So there is this magnificent speech from someone who has changed his mind about genetically modified foods:

    http://www.marklynas.org/2013/01/lecture-to-oxford-farming-conference-3-january-2013/

    In the comments section, someone says:

    “The problem is, consensus is a tool of politics. It has no role in science, none whatsoever. Scientific truth is not, ever, under any circumstances, decided by consensus. To argue on the basis of consensus is to argue on the basis of politics, and politics has no role in determining scientific truth either. What we get when politics is given a role is Lysenkoism, and a field of study stuffed sideways for decades.

    The only basis for argument in science is the data. If you can’t argue from the data then you have no argument at all. To argue on the basis of consensus is to argue from authority, and that is about as contra science as it gets.”

    Being a lay observer is hard.

    • tmac57 says:

      The unstated major premise there was that the consensus of scientists were not coming to that conclusion based ON the data.That was covertly asserted but not supported.
      And yes being a lay observer is hard.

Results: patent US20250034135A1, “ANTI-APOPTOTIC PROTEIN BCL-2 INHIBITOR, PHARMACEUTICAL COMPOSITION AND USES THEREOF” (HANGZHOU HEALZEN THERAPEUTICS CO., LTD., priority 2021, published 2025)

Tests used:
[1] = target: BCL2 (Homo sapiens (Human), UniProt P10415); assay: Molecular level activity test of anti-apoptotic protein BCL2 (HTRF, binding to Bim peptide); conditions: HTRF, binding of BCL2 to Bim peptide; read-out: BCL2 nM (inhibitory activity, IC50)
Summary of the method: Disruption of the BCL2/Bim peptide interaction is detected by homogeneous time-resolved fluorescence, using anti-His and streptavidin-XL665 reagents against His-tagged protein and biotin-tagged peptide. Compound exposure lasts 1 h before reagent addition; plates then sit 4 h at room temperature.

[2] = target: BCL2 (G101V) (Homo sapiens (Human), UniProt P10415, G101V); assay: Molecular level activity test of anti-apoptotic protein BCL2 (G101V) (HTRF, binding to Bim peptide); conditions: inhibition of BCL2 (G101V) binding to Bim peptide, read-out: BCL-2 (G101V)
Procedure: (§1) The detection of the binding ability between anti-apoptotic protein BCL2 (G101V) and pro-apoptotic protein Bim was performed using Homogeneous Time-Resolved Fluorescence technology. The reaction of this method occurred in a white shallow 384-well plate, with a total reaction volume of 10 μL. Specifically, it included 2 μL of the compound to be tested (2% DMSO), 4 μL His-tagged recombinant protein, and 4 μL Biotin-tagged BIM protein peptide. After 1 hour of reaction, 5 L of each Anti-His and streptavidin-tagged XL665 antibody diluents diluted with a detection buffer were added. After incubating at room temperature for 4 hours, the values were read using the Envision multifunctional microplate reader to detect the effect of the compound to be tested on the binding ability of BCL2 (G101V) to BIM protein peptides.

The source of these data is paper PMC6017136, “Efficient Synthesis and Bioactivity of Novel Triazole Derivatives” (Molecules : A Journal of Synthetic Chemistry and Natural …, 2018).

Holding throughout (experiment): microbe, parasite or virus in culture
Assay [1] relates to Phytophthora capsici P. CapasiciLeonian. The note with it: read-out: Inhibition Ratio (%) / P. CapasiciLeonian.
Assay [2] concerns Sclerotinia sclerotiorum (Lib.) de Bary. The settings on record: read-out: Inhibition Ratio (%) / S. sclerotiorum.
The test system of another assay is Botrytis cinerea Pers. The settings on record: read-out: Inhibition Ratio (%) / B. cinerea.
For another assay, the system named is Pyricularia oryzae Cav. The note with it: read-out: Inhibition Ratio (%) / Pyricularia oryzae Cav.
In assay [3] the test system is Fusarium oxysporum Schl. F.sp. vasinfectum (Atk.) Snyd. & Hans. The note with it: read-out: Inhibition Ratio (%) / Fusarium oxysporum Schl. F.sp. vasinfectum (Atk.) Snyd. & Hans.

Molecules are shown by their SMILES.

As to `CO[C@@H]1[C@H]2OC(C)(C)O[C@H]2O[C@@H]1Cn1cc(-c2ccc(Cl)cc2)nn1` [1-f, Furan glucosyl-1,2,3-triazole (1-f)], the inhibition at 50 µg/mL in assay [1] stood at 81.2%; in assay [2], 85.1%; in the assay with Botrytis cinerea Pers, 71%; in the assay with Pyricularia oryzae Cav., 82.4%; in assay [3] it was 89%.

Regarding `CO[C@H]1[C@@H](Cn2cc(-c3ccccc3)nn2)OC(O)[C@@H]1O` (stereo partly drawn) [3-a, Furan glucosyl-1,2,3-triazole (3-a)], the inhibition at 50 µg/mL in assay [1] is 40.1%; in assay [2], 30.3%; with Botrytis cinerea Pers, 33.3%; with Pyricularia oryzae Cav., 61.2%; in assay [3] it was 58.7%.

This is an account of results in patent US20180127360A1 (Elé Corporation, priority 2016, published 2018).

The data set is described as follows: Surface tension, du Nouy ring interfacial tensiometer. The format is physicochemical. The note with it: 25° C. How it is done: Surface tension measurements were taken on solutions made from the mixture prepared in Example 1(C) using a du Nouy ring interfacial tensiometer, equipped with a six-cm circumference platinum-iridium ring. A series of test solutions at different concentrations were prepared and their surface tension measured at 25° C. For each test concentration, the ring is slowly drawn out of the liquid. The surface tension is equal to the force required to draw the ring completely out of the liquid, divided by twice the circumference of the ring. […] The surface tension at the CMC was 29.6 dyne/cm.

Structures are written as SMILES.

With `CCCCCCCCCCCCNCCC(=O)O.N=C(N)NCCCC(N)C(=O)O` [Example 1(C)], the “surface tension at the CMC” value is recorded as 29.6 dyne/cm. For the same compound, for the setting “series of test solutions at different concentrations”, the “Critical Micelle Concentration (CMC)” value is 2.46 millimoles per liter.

• Mikeb says:

        Yeah. My response to that blog comment was “Data doesn’t evaluate itself,” but he was having none of it.

  11. ed says:

    I thought a Consensus was essentially a religion aka a belief system.

    • laursaurus says:

      Consensus is a religion? Where is this People’s Church who vote on their objective theological doctrine? Do the clergymen who deliver the best homily or sermon become elected as Bishops? Funny how Jesus seemed to lose politically, yet rise to the level of Savior a few centuries after his execution.
      Or is it like saying atheism is a religion? According to SCOTUS it pretty much is.

  12. Seebs says:

    It’s important to distinguish between “consensus” as used in science and “consensus” as used in other fields. For instance, Quakers make a lot of decisions using a “consensus” process, by which they mean that a single very strongly-opinionated person thinking something is a bad idea is often sufficient reason to wait on it even though a hundred people think it’s a good idea. (This may sound crazy, but it suits the intended purpose quite well.)